Umbau und Sanierung TU München

The building, constructed in 1963 pursuant to plans by Franz Hart, was badly in need of refurbishing. It no longer met modern energy and fire protection standards. Hild und K developed a new outer skin for the reinforced concrete building with a pre-fabricated facade. Its new skin relates both to the adjacent buildings on the grounds of Munich’s Technical University and to the original edifice. The house 0505 is constructed of alternating levels of reinforced concrete providing structural variety between the hall at ground floor level and the storeys above. The concept by Andreas Hild and Dionys Ottl absorbs the peculiarity of its predecessor and leads it to another level.

Alternating parapets and buttresses on the facade now echo the flight of the existing supports. From the second storey, they sweep back melding with the existing construction. The projection of the buttresses is graded upwards in a random manner. So, closest to the ground the buttress protrudes and then tapers vertically. The windows, flush with the facade, integrate optimally with the interplay of protrusion and plane. Their size and axis remain unchanged. Steel-grey clinker acts as mediator between the exposed bricks of the buildings from the fifties and sixties to the north and the aluminium facade of the new University buildings to the south. Simultaneously, the shimmering metallic surface serves to enhance the light breaking on the buttresses creating a vivid play of nuances and colours. The outer skin of bricks covers a layer of air and insulation to meet the highest modern standards.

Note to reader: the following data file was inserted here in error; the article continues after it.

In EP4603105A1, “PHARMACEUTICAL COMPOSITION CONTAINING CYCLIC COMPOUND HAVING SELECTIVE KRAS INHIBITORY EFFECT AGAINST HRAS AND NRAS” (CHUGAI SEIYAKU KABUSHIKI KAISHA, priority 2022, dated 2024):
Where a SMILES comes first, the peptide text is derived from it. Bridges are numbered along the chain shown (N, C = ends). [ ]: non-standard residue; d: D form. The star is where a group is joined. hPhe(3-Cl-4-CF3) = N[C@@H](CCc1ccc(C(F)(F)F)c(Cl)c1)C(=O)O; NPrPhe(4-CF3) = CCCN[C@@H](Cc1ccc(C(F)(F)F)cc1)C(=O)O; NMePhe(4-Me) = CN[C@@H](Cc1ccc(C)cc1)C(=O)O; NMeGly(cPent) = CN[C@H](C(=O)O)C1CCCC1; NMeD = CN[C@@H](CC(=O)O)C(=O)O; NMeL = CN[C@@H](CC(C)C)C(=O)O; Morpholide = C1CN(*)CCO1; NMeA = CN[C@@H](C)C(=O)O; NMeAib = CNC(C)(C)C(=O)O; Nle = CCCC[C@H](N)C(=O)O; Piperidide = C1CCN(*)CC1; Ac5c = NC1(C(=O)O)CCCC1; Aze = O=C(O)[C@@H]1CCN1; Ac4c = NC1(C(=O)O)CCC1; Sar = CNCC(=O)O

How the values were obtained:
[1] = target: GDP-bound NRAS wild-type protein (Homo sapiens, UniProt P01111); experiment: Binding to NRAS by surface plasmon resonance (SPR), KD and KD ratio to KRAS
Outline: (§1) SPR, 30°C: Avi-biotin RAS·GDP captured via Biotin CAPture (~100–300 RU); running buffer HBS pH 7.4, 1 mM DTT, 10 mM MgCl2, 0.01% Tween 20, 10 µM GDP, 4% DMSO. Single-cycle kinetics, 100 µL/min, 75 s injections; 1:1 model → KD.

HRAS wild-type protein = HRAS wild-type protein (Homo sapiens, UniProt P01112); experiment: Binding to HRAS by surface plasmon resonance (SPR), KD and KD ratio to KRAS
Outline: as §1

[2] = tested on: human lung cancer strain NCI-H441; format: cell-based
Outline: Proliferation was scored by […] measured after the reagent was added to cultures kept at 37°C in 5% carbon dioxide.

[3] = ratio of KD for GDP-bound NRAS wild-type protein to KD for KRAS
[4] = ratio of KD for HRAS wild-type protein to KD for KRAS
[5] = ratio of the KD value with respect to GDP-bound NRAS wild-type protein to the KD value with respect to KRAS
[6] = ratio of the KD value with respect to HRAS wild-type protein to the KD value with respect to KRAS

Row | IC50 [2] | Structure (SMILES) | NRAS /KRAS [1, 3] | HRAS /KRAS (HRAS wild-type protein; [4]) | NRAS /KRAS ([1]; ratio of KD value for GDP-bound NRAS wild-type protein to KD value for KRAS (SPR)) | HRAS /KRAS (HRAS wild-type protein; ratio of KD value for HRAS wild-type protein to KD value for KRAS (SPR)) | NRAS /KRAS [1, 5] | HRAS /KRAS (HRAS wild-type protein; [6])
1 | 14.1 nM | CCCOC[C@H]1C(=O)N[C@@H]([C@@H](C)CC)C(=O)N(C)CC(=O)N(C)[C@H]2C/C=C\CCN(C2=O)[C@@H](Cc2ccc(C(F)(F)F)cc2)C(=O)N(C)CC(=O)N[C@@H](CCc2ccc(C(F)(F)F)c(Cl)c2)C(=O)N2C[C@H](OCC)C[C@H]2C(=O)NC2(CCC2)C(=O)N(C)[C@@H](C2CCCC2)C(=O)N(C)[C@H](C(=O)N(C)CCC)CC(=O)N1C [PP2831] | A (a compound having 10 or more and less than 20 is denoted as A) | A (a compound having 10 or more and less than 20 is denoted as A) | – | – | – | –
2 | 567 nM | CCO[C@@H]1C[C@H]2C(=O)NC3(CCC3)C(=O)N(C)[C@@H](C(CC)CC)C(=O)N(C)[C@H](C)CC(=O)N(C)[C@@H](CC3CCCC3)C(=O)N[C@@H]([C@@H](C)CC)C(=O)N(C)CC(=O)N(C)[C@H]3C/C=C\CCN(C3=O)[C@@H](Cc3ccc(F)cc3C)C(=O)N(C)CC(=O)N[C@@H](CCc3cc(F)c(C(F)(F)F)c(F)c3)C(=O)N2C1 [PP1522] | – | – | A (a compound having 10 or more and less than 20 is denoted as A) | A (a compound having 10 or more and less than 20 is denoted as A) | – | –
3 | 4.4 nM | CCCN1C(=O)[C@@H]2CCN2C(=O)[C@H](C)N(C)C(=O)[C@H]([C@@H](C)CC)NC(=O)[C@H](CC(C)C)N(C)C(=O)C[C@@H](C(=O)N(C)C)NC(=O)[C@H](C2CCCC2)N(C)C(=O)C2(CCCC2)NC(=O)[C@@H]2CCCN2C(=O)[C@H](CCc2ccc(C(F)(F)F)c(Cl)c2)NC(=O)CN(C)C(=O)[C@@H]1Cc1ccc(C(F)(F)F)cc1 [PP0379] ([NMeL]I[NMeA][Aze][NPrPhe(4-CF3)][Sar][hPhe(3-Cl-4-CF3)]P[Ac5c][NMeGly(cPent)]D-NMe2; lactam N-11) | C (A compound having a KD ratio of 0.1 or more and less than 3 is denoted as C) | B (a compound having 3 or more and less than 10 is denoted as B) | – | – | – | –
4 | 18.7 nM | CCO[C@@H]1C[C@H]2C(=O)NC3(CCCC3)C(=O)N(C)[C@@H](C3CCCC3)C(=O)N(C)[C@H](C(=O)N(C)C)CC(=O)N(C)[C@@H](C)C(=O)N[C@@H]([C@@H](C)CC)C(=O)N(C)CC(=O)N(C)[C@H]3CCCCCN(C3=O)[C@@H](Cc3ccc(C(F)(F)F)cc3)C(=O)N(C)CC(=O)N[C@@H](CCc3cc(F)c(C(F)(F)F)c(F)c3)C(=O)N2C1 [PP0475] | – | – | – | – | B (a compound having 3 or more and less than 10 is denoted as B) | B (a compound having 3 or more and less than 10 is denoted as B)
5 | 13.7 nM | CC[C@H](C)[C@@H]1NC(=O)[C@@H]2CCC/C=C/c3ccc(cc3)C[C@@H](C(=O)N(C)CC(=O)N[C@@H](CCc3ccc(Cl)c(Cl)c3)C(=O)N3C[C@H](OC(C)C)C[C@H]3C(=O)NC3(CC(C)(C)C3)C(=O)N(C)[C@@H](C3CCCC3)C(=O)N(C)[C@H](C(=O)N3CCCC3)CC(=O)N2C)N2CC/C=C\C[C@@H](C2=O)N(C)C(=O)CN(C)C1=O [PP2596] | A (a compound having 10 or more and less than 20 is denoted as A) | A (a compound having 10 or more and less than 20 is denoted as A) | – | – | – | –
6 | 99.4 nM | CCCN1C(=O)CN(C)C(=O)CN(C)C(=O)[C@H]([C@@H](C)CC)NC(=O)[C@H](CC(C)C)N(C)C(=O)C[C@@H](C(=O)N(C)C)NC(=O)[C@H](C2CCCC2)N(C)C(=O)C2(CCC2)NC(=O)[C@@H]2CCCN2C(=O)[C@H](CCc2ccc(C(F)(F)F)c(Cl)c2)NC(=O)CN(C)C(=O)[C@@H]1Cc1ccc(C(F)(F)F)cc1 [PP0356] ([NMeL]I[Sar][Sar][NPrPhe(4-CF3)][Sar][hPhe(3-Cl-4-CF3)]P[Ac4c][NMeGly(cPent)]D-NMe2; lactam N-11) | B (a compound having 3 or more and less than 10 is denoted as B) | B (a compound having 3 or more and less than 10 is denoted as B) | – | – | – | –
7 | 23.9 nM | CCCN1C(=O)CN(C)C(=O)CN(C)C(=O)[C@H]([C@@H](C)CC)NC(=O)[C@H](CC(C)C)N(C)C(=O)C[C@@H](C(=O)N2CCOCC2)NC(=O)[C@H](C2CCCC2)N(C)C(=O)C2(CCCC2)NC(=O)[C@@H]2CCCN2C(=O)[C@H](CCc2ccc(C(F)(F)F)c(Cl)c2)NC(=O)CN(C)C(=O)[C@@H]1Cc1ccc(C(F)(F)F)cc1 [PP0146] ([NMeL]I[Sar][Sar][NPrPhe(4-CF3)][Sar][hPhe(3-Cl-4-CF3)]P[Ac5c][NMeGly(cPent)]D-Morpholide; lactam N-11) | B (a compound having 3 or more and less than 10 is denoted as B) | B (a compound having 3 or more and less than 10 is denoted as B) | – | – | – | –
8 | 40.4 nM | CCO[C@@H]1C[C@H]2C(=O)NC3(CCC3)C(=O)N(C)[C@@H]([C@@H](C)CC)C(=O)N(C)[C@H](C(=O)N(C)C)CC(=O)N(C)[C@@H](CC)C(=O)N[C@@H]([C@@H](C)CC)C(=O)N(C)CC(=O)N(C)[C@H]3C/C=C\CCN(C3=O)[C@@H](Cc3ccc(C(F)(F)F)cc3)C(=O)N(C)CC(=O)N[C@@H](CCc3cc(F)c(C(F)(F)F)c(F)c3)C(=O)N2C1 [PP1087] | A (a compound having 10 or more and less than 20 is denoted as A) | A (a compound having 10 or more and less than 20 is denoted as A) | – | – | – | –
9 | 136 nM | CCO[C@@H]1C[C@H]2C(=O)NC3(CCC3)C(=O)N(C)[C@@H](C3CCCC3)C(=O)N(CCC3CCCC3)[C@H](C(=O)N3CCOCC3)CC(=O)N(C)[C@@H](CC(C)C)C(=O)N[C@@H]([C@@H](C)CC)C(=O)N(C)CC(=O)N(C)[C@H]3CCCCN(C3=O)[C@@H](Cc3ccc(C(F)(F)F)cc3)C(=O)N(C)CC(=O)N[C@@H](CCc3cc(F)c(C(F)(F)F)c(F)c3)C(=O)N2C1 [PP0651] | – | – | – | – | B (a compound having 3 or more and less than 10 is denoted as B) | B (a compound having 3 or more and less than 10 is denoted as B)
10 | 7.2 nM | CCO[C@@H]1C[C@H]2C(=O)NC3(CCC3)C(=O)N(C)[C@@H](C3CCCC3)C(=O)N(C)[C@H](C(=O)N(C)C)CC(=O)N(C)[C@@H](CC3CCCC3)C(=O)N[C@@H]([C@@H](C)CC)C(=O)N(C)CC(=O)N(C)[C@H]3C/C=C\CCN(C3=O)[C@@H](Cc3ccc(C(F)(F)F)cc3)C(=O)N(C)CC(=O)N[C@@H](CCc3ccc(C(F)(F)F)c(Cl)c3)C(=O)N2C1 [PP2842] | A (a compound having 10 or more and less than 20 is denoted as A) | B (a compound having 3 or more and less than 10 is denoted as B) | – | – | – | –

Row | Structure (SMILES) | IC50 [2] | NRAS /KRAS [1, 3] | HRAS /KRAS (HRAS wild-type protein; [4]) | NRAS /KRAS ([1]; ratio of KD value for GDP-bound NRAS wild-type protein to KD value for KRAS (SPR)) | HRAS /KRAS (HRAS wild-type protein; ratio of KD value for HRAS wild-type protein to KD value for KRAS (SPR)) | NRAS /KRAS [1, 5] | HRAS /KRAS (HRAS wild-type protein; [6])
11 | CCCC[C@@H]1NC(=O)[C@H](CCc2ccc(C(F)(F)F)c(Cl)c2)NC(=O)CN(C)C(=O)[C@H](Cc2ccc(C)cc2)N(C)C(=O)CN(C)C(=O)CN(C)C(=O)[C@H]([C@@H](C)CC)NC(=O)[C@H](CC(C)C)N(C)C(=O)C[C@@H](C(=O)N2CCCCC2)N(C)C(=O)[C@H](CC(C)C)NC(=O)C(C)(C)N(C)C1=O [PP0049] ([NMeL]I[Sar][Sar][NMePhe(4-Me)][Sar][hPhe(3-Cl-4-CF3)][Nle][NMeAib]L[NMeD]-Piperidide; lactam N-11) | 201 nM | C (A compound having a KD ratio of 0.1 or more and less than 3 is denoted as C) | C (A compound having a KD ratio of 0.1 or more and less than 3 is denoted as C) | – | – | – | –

The existing interior in need of refurbishing has been stripped back to its salient steel concrete skeleton. The light yellow tones of the corridors, seminar rooms and offices reflect the colours of the surrounding historical buildings and again create a bridge to the architectural context of the area. Large windows underline the connection between outer and inner spaces securing an optimal supply of daylight to the working areas. The offices benefit from manually regulated natural window ventilation and integrated sun and glare protection. Lecture halls, laboratories and meeting rooms will be air-conditioned and have a heat recovery system. Additionally, a new district heating connection insures the building is optimised to feed from renewable energy sources thus reducing CO² emissions. A further phase has refurbished another part of the building in similar manner. The existing main entrance which was recessed was projected towards the street. It leads to a skylighted central area extending to roof level in which existing stained glass windows are fully emphasised.